The "Pod People" are winning. My art may be inappropriate but life is more so and you still allow children to live in it. Cowardice has people running for their toy armaments whilst people who have no desire to cause harm sit waiting for an alarm. It rang with the presidency. Welcome to the past and what my great, great, great grandparents called "The Wild Wild West." (Let me guess who the white people will kill first, who the black people will kill first, the children will kill first, etc, etc. 04-Apr-2018
If a child wants to play with guns, they can wait to be 18 and enroll in the many services America provides to ensure that they are used to protect everyone not just themselves. 16-Feb-2018
We celebrate the birth of every child without assurance that they will become decent human beings. As parents, our greatest ambition should be to preserve and enhance their lives not fight for the right to procure deadly toys that could extinguish them. I extol lives not births. 15-Feb-2018
Your children now have another source for "finding" guns. Parents, spiritual leaders, environmentalists, animal lovers, activists, the people who hate food and are convinced it will kill us, anyone...this is one of the few opportunities you have to show children they are a priority over toys. You shouldn't celebrate them, pray or whine until you do. 23-Feb-2018
The first time I saw a gun, I was a toddler, my mother was wielding it to shoot my father. She shot once, almost hitting her baby brother, before being subjugated.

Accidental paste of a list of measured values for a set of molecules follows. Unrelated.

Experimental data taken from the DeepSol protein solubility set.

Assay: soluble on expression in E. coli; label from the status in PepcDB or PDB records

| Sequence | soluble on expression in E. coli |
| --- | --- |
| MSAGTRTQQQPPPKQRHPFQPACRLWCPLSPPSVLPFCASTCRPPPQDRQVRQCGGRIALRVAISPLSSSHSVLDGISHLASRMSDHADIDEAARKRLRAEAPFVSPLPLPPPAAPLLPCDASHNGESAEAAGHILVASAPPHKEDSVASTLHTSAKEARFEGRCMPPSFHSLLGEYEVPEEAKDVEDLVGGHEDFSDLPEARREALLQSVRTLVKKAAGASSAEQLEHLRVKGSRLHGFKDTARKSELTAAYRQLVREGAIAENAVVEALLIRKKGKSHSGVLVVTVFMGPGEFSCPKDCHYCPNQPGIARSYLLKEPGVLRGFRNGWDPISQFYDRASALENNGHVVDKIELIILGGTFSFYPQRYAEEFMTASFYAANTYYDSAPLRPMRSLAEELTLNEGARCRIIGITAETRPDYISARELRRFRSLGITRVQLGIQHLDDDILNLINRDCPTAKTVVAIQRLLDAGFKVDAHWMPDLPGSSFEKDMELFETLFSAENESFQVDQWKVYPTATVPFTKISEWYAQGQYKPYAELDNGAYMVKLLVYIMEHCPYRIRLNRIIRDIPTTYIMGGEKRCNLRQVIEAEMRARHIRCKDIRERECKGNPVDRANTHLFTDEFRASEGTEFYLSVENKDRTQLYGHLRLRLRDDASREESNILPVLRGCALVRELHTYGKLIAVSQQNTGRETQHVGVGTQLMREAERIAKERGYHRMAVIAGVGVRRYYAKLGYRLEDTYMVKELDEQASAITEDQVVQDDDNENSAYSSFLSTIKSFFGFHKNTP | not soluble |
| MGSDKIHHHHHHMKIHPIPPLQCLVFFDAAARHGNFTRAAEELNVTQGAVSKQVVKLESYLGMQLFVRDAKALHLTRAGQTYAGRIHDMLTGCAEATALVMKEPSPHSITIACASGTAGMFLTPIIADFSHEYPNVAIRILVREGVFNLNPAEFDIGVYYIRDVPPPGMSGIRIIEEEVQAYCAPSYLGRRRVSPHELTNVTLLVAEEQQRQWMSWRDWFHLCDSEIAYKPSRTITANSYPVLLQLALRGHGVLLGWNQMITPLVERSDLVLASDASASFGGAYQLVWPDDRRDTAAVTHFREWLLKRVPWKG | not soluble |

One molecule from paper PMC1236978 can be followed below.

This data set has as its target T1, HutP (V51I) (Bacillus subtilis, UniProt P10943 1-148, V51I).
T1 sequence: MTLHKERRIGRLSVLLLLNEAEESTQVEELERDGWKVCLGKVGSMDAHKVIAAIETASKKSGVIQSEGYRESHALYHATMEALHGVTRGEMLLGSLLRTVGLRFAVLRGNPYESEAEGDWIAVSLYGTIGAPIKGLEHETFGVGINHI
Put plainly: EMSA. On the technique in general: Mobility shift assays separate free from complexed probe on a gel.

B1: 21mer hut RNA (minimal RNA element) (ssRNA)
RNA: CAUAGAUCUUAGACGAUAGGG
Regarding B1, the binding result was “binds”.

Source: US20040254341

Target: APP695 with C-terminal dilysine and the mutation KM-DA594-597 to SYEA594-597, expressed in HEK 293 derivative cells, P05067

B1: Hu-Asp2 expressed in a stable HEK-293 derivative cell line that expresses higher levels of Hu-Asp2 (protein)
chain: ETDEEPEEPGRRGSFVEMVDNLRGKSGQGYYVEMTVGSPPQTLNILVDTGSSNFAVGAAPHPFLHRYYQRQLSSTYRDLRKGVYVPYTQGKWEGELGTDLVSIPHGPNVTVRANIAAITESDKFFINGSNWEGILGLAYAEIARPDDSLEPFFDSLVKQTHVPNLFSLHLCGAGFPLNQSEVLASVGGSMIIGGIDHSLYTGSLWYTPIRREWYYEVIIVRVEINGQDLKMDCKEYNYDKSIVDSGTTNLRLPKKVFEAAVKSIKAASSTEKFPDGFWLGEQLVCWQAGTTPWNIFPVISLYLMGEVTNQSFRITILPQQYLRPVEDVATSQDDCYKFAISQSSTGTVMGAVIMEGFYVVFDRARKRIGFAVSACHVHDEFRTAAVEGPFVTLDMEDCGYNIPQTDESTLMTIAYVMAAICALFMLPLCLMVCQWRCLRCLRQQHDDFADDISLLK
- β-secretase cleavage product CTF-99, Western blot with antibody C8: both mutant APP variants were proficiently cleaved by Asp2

The first time I felt a gun, I was fifteen, it was pressed against my temple and my mother, who was suffering from a breakup, threatened me with leaving home or dying. I was so exhausted by her instability, I chose death. I closed my eyes and waited for the bang but she chose to spread her boyfriend's clothes in the family room, blocking my exit, and start a fire which I proceeded to extinguish.
The first time I held a gun was to steal it from my mother whilst she vented to her older sister, with the idea of returning it to the idiot that thought she could handle it.
I called my father, explained and pleaded with him to take his gift back. If I could bring it to him he would get rid of it. I put it in a paper bag, headed out and traipsed an hour by subway in panic, sweats and paranoia. I shivered at the presence of police but I didn't rest until it was in my father's hands and out of our lives. My father never allowed her to retrieve the gift and it was one of the most sympathetic gestures my father ever extended to me.
I fought my way out of misery, the ghetto, my mother, without the need for a physical weapon or a gang. I think its why my words are so striking. 04-Jan-2018